Several reports this week have suggested that the elite Hawks police unit has completed a year-long investigation into Mr Malema?s financial affairs and are ?ready? to charge him.
He said he was happy for the issue to finally come to the fore. ?Let them bring those charges if they are there,? he told ITV News in an interview last night.
?This, if it comes, will be an opportunity for me to present my side of the story.
?But there is political interference. The politicians are putting pressure on the National Prosecuting Authority to act.?
Political analysts have warned that arresting Mr Malema now, when he has become the darling of South Africa?s growing band of striking miners following the fatal shooting by police of 34 at the UK-listed Lonmin platinum mine, could provoke further unrest.
He has blamed the tragedy, in Marikana, North West Province, on President Jacob Zuma and his administration?s failure to address dire conditions at the mines, and called for both him and Mr Mthethwa to resign.
Since the shooting, on August 16, he has toured platinum and gold operations, urging workers to make them ?ungovernable? in a bid to bring about a ?revolution? in the sector.
He said that the 34 deaths should inspire the miners to continue fighting for better wages rather than return to work, as the government and main unions have suggested.
?For every revolution there will be casualties,? he told ITV. ?Even when the Boers were killing our people we were actually inspired by the death of those who died in the battlefield and we soldiered on.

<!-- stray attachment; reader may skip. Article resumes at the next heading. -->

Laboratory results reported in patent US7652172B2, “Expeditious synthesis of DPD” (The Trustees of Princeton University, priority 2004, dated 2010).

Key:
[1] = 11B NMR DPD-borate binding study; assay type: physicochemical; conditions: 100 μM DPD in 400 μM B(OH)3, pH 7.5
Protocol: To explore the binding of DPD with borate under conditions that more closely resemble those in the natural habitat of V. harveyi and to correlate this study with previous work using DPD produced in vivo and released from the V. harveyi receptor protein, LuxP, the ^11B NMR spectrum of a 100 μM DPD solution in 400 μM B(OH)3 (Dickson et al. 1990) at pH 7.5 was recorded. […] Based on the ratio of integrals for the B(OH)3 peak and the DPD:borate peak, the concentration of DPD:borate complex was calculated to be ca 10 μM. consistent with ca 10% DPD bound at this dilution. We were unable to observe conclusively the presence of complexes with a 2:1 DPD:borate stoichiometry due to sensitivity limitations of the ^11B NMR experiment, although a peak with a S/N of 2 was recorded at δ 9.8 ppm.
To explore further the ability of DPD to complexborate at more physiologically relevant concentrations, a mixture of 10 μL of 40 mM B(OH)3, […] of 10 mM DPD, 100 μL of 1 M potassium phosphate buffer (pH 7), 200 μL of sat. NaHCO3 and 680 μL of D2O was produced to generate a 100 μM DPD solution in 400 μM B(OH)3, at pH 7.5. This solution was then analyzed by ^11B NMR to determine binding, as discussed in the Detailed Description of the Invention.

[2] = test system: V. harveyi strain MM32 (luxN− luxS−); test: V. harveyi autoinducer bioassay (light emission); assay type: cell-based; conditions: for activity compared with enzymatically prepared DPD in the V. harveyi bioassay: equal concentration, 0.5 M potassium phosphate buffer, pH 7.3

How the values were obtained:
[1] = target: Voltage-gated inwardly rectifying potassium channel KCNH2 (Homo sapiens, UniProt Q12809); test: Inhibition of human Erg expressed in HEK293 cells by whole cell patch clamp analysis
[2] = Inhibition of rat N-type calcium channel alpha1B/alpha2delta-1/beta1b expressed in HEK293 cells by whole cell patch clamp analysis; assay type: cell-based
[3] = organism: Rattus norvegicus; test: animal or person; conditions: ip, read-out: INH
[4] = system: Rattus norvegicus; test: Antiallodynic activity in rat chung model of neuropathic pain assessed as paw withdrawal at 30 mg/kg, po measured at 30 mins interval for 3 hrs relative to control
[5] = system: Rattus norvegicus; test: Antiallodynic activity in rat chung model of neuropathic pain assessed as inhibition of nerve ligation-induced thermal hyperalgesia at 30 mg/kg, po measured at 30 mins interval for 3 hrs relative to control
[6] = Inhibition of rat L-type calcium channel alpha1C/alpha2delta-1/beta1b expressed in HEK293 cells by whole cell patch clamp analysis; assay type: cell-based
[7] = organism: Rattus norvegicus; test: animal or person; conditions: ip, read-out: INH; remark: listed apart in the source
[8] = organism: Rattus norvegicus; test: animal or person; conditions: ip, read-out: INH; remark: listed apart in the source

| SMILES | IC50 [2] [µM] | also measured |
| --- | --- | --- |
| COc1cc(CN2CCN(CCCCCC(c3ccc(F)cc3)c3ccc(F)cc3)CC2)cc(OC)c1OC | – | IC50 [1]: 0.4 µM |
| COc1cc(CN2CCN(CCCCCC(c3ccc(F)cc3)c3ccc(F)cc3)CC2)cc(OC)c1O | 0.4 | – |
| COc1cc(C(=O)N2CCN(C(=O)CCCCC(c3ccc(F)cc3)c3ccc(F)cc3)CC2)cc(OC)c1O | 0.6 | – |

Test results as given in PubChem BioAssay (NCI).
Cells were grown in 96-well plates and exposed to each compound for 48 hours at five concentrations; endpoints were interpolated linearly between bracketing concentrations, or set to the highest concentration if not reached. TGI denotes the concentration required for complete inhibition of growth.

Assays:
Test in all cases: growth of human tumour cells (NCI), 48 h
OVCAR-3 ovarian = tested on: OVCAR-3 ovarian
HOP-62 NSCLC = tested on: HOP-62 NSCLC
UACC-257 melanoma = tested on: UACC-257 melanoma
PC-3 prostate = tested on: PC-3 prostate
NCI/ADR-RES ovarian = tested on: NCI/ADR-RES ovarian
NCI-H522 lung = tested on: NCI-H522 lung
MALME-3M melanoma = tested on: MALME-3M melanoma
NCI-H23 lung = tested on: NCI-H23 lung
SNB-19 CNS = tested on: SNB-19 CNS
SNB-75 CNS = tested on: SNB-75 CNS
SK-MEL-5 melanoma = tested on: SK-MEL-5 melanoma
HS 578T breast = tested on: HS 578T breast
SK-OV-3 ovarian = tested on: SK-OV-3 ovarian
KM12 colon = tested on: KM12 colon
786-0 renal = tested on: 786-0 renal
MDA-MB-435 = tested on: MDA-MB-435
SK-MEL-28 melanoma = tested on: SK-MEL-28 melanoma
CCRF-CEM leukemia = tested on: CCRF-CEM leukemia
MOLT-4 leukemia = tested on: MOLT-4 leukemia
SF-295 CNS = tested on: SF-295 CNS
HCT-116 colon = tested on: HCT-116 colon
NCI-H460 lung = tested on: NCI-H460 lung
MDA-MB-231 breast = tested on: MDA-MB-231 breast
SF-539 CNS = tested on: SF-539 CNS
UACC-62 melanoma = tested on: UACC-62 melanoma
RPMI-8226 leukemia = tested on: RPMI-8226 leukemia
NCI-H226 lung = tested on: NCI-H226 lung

?It is a struggle the mineworkers are ready to die for. We will soldier on until our demands are met. They will never kill all the mineworkers.? Mr Malema is in good company in his criticism of the government over events at Marikana.
Archbishop Desmond Tutu, long seen as the nation?s moral compass, spoke out this week at the enduring wealth disparities and growing disillusionment with the ruling ANC which culminated in the fatal shootings.
?Is this the kind of freedom people were tortured and people were maimed for?? he was quoted as saying.
?I ask myself, why were we in the struggle? The highest price was paid for freedom, but are we treating it as something precious?
?People are going to sleep hungry in this freedom for which people were tortured and harmed. It is difficult to believe people are getting such money and benefits, and are driving such flashy cars while the masses suffer in cramped shacks.
?Marikana felt like a nightmare, but that is what our democracy is in 2012.?
Source The Telegraph